Debating Open Borders: Carl vs Caplan

Aporia Podcast | 24 November 2023 | 1h 17m | Listen Later | Podcasts | Spotify
Noah Carl and Bryan Caplan debate the merits of open borders. Covers the fiscal effects of immigration, the impact of migrants and immigration policies, assimilation and cultural differences in immigration, immigrants and IQ in First-World countries, cultural preservation and immigration considerations, immigration’s impact on politics, and open borders and immigration benefits. Draws on Caplan’s book Open Borders: The Science and Ethics of Immigration.

I’ve read and loved Open Borders so much that I bought it for my teenage daughter. But Jan Van De Beek’s evidence (yesterday’s post) poses a strong challenge. Yet, in a world of collapsing fertility, won’t all countries throw open their borders and compete for immigrants? See also other immigration posts.

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Immigration and the Welfare State | Jan Van De Beek

Aporia Podcast | 2 December 2023 | 1h 12m | Listen Later | Podcasts | Spotify
Interview with Jan van de Beek about his report Borderless Welfare State. Discusses the methodology behind calculating the net fiscal effect of immigration to The Netherlands and the insights delivered about what types of immigrants add and subtract value from the economy.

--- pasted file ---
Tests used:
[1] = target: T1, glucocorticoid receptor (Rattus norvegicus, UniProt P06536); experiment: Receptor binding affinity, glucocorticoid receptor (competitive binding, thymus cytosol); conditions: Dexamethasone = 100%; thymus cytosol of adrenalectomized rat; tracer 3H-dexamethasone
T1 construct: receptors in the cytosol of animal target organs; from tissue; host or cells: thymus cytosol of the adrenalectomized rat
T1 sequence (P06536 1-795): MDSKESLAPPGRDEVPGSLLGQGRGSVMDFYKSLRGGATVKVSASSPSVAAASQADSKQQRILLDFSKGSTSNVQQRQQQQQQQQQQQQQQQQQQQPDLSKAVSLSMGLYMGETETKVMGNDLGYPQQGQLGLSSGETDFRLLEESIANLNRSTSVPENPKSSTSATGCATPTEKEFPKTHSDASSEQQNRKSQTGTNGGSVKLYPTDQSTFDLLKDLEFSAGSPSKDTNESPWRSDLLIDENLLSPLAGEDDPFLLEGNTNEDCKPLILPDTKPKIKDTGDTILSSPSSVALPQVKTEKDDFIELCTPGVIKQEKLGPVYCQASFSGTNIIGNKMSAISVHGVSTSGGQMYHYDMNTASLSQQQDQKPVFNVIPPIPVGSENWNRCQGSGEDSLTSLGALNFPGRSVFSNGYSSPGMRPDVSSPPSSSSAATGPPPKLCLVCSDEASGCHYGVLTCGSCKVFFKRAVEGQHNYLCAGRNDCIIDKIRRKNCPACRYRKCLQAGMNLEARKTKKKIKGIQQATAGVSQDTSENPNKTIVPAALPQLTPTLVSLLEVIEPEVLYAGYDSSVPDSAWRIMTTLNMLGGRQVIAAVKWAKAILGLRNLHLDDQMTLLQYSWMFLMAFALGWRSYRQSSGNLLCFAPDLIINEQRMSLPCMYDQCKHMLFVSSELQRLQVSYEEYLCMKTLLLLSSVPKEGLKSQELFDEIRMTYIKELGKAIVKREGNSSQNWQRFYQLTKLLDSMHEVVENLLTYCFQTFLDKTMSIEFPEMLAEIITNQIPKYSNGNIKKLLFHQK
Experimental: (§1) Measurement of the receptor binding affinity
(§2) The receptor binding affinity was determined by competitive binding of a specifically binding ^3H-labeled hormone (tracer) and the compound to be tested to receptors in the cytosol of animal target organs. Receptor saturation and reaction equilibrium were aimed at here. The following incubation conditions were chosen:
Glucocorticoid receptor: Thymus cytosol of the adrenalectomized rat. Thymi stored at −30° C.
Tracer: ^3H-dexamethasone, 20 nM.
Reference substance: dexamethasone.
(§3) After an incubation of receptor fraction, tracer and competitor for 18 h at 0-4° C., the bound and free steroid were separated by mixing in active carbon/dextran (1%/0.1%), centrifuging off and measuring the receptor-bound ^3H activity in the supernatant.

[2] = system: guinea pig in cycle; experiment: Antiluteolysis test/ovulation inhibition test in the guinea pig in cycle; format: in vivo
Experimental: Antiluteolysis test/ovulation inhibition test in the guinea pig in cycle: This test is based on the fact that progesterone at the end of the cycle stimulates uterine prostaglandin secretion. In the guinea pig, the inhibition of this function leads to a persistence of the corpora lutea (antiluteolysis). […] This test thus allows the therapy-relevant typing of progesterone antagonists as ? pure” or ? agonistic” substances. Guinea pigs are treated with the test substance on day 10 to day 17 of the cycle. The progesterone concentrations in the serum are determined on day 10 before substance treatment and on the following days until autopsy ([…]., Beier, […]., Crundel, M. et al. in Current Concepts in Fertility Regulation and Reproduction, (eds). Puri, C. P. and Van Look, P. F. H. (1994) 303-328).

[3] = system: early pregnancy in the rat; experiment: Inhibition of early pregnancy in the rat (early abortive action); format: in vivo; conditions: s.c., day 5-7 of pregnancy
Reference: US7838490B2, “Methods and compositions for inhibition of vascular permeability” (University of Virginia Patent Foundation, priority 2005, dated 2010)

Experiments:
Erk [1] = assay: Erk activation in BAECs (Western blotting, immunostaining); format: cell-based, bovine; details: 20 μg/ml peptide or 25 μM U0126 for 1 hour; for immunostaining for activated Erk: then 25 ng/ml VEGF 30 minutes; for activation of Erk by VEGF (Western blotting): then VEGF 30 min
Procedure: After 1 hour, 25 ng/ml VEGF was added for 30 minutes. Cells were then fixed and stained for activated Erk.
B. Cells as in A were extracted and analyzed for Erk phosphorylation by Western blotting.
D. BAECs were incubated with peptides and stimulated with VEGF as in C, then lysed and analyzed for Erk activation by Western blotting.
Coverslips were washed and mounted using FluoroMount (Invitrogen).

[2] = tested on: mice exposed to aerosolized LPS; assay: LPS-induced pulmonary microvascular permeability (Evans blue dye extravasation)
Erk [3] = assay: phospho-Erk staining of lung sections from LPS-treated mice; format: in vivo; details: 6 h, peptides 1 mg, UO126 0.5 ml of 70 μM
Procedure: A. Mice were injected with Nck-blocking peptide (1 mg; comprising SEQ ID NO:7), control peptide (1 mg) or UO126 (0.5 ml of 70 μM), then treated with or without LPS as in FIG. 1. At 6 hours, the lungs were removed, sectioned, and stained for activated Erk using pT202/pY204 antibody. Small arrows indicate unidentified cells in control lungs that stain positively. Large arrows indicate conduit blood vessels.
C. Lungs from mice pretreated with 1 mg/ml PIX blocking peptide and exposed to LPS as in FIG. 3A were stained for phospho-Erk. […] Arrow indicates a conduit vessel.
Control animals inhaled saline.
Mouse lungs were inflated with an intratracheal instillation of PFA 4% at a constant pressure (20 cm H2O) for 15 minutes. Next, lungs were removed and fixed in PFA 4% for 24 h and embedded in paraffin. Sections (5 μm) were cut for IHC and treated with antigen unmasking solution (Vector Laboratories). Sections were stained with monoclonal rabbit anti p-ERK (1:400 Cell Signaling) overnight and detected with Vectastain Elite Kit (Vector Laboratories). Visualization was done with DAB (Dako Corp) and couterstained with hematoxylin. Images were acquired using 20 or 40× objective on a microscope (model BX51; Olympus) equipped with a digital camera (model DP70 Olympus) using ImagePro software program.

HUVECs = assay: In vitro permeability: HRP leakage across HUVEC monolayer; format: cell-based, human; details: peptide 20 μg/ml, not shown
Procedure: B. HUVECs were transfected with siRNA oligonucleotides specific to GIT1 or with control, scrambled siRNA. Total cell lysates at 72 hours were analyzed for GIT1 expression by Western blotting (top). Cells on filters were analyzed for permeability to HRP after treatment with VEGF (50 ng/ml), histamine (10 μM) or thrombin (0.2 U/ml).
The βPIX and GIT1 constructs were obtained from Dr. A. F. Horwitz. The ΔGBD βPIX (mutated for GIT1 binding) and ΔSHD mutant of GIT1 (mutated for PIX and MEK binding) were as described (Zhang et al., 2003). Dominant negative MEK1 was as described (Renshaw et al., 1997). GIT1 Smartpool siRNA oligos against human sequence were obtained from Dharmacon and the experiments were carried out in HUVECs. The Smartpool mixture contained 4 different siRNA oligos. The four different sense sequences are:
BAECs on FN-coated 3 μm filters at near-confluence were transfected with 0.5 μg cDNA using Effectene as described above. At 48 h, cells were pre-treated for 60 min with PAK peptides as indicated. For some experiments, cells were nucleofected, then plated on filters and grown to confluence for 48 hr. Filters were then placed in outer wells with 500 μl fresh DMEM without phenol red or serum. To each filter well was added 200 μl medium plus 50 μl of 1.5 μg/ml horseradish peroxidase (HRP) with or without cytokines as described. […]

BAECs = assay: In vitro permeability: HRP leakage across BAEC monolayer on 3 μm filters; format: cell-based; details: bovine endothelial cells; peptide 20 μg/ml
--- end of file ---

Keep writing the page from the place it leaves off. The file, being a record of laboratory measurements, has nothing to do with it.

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Get Into the Trenches | Christopher Rufo

Aporia Podcast | 12 August 2023 | 0h 45m | Listen Later | Podcasts | Spotify
Interview with Christopher Rufo about his book America’s Cultural Revolution: How the Radical Left Conquered Everything. Discusses his mission to challenge and then overthrow the left-wing ideological regime that has dominated American life for a generation.

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How Genes Maintain Social Status | Greg Clark

Aporia Podcast | 23 September 2023 | 1h 07m | Listen Later | Podcasts | Spotify
Interview with Greg Clark about his study The Inheritance of Social Status: England, 1600 to 2022. Discusses the persistence of social status across multiple generations, the challenge this poses to the belief that social interventions and social institutions can influence rates of social mobility, and the evidence for a genetic role in social status.

See other interviews with Greg Clark.

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